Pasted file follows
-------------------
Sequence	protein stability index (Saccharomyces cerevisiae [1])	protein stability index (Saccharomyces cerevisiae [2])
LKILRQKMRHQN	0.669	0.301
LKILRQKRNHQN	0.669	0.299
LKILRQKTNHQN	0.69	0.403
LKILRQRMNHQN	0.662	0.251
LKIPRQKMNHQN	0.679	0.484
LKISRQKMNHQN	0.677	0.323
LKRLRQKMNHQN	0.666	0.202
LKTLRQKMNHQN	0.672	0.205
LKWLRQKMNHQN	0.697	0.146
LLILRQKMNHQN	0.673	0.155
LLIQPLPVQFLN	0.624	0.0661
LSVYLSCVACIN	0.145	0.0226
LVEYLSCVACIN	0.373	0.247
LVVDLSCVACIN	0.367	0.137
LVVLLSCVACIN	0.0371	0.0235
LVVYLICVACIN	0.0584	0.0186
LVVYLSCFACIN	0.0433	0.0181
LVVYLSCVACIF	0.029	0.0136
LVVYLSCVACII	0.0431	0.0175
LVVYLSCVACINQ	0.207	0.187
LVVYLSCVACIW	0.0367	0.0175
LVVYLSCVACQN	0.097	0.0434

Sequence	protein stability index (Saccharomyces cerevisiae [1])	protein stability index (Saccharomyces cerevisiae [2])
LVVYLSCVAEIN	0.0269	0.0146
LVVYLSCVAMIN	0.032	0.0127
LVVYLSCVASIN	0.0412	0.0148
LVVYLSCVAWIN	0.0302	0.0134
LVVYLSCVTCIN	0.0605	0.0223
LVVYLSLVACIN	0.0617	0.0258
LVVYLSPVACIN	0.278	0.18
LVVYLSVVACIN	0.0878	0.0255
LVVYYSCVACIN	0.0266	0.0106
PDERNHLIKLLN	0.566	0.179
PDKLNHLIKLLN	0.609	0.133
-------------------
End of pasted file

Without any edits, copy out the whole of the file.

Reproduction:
Sequence	protein stability index (Saccharomyces cerevisiae [1])	protein stability index (Saccharomyces cerevisiae [2])
LKILRQKMRHQN	0.669	0.301
LKILRQKRNHQN	0.669	0.299
LKILRQKTNHQN	0.69	0.403
LKILRQRMNHQN	0.662	0.251
LKIPRQKMNHQN	0.679	0.484
LKISRQKMNHQN	0.677	0.323
LKRLRQKMNHQN	0.666	0.202
LKTLRQKMNHQN	0.672	0.205
LKWLRQKMNHQN	0.697	0.146
LLILRQKMNHQN	0.673	0.155
LLIQPLPVQFLN	0.624	0.0661
LSVYLSCVACIN	0.145	0.0226
LVEYLSCVACIN	0.373	0.247
LVVDLSCVACIN	0.367	0.137
LVVLLSCVACIN	0.0371	0.0235
LVVYLICVACIN	0.0584	0.0186
LVVYLSCFACIN	0.0433	0.0181
LVVYLSCVACIF	0.029	0.0136
LVVYLSCVACII	0.0431	0.0175
LVVYLSCVACINQ	0.207	0.187
LVVYLSCVACIW	0.0367	0.0175
LVVYLSCVACQN	0.097	0.0434

Sequence	protein stability index (Saccharomyces cerevisiae [1])	protein stability index (Saccharomyces cerevisiae [2])
LVVYLSCVAEIN	0.0269	0.0146
LVVYLSCVAMIN	0.032	0.0127
LVVYLSCVASIN	0.0412	0.0148
LVVYLSCVAWIN	0.0302	0.0134
LVVYLSCVTCIN	0.0605	0.0223
LVVYLSLVACIN	0.0617	0.0258
LVVYLSPVACIN	0.278	0.18
LVVYLSVVACIN	0.0878	0.0255
LVVYYSCVACIN	0.0266	0.0106
PDERNHLIKLLN	0.566	0.179
PDKLNHLIKLLN	0.609	0.133